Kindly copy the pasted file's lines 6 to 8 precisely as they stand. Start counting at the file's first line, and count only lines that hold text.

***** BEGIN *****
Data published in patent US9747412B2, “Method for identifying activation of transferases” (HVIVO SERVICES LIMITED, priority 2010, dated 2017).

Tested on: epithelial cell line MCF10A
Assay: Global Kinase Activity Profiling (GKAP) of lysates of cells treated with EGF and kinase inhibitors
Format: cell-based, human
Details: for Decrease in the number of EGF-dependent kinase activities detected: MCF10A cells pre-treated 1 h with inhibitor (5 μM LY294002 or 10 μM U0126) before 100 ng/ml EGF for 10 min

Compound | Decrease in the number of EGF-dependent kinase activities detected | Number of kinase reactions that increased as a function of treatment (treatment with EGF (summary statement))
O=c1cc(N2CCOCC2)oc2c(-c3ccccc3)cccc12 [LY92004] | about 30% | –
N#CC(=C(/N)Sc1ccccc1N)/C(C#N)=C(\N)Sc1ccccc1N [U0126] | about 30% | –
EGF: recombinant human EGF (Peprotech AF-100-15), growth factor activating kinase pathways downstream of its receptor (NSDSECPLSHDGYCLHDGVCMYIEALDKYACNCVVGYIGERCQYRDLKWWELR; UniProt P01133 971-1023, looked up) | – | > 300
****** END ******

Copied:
Compound | Decrease in the number of EGF-dependent kinase activities detected | Number of kinase reactions that increased as a function of treatment (treatment with EGF (summary statement))
O=c1cc(N2CCOCC2)oc2c(-c3ccccc3)cccc12 [LY92004] | about 30% | –
N#CC(=C(/N)Sc1ccccc1N)/C(C#N)=C(\N)Sc1ccccc1N [U0126] | about 30% | –